How to make high resolution images in Photoshop?
Using Photoshop is like walking through a maze. There are so many twists and turns; Half the time, you don't even know where you're going until you get there.
And when it comes to converting your low-quality images to high resolution ones on photoshop - trust us, the process might eat you up!
Therefore, for your assistance, this guide is being narrowed down so that you can get your hands on high resolution images with ease!
Let’s look at the Compression problems first!
Resolution and Compressions are two of the best key takeaways that determine the quality of the image! As compression is the main issue here, we will address it here in detail!
Compression reduces the image file size. Some file formats, often referred to as lossy file formats, degrade image quality while reducing image file size. Another type of codec called a lossless file format doesn't do this with images.
For example, JPEG is a lossy file format; Whenever you save an image as a JPEG, some detail remains, often resulting in artifacts appearing throughout the image. This is not the case with PNG files.
When you upload an image to a site like Facebook, you make a copy, and like saving the image as a JPEG, you get a cropped version of the original file.
Social media sites like Facebook also usually impose some quality restrictions on this copy; Companies like this have a lot of files to host, so images are rarely saved in their entirety.
However, it never hurts to start with something high quality; After all, the higher the quality of the uploaded image, the better it will look, even after several rounds of third-party compression.
Step 1: Find the image size
First, determine the size of your image by opening the Image Size dialog box. In this dialog, you will find the size of your image. You see the width and height in pixels.
By default, Adobe Photoshop determines the size in pixels. This facility isn’t provided when you go with any photo resolution enhancer or image upscaling one!
On the viable platform of Adobe, you not only have the liberty to change your low-quality images to higher quality, but also you can convert them to inches, centimeters, or even percent while ensuring that the actual size remains 100%.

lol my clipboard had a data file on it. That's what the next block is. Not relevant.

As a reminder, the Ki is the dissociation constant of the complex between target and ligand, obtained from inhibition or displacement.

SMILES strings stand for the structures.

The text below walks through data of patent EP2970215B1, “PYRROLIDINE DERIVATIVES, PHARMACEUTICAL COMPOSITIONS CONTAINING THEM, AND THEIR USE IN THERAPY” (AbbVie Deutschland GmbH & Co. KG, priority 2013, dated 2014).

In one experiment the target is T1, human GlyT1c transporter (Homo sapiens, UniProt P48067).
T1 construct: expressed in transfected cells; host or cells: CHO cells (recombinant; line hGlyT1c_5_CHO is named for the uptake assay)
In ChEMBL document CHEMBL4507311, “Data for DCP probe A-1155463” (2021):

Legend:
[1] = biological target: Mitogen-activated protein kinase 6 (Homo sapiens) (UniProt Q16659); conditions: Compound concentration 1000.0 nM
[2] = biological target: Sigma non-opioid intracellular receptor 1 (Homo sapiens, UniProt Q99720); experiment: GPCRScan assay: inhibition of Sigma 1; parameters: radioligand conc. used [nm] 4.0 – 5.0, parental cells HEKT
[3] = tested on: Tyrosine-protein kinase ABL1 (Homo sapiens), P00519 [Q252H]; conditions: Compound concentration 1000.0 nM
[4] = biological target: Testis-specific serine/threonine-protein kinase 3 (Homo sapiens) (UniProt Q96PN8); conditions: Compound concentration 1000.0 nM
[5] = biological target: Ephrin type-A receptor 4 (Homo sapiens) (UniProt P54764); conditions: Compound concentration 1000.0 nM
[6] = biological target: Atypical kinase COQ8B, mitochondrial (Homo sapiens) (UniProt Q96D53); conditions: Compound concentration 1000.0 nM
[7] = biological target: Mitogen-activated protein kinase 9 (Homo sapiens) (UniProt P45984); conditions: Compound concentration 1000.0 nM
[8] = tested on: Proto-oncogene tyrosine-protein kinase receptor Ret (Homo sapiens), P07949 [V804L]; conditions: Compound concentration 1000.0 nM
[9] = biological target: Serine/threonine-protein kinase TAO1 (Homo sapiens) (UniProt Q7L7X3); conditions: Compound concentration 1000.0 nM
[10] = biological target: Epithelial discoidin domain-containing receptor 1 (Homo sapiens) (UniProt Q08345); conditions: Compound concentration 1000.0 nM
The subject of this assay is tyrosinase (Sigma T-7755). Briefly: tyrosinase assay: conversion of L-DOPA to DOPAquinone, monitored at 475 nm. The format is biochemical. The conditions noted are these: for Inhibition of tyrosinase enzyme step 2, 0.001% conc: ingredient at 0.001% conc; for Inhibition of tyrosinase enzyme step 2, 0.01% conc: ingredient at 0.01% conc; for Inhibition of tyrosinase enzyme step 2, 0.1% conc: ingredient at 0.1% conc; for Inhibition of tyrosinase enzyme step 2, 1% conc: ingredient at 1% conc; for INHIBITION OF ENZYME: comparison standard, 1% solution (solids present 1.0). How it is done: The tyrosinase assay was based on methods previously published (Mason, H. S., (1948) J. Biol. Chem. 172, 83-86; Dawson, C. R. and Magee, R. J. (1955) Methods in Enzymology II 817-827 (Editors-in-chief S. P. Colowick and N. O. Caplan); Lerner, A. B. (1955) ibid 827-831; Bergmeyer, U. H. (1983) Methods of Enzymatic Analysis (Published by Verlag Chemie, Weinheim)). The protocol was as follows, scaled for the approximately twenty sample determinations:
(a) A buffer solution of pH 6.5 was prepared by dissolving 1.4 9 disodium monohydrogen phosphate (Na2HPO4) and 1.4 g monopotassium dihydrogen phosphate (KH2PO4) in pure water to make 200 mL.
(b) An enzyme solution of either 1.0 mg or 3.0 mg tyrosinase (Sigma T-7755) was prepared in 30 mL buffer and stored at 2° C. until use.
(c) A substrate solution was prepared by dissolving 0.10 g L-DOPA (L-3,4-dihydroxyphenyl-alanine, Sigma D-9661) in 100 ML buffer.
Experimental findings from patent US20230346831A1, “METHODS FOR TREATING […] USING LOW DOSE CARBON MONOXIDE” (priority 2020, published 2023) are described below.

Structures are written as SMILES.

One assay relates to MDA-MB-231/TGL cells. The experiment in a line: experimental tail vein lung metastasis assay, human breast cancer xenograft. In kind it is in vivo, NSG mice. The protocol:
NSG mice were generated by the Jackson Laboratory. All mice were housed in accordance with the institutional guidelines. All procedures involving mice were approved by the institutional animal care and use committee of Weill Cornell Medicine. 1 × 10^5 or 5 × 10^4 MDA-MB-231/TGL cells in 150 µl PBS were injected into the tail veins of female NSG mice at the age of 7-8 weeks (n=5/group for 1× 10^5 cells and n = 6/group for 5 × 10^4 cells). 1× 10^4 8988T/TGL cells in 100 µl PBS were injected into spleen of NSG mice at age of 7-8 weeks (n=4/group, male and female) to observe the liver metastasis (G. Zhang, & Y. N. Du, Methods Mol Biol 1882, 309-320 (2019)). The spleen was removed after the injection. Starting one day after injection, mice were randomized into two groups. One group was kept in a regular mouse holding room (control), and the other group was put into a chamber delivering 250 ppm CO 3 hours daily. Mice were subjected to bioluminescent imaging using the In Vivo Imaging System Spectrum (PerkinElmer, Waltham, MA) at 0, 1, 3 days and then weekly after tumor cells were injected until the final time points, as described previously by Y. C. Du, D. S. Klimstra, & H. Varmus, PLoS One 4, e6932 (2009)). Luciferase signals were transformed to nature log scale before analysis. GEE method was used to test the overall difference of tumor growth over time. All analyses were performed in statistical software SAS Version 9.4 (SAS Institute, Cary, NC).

On the dialog box, you can see the file size of your image. However, the dialog box we just asked you to open will answer every query you have in mind about how to get a high resolution image!
Step 2: Resize the image
There are several ways to change the resolution of your image. When you print, you can select one of the presets based on the default paper and print size.
Click the Fit to the drop-down menu to select a document size.
If you're posting an image online, you don't need to use a standard print size. It's usually better to set the size yourself. Just enter the size you want above the current size.
By default, Photoshop limits the aspect ratio. When you enter a number to change the width, Photoshop automatically changes the height to keep your image looking the same.
If you want to change the width and height of the pixel dimensions independently, click the icon that looks like a chain connecting the two dimensions. This tells Photoshop not to limit the aspect ratio.
Enter the number of pixels you want in the Height or Width box.
When resizing an image, pay attention to the number at the top of the dialog indicating the file size. This will change. This is the size of your image document in megabytes (MB).
Step 3: Determine the image resolution
The Image Resolution field determines the number of pixels per inch. Everyone says that the number should be 300 pixels per inch to save the image.
But that's not entirely true. The standard DPI used for standard images is about 300. However, you can only view online images in computer screen resolution. Most screens are 72 DPI.
You can leave this number unchanged. For online images, it doesn't matter if it's 300 or 72 DPI.
Changing the DPI changes the image size. If your image is 300 and you only change the DPI field to 150, your image will be half the size. It also resizes your document.
Step 4: Select the resampling mode
The resampling mode decides what algorithm Photoshop uses to add new pixels. Two great options for increasing the resolution are Preserve Detail and Bicubic Smooth. Check the Resample box and select the resampling mode that works for you.
Step 5: Sharpen your image
When you're done selecting the perfect resampling mode, all that's left is to sculpt your image.
When a low-quality image is sharpened, the visual effects it contains become very vivid and make the image look unusual - something that online image resizing or scaling tools cannot do!
Usually, when it comes to converting low-quality images to higher resolution, people often take help from a photo resolution enhancer or an image upscaling online tool - but what they don’t know is that nothing can provide them with the results that Adobe can!
Therefore, we recommend you follow the steps above and get rid of low-quality images permanently!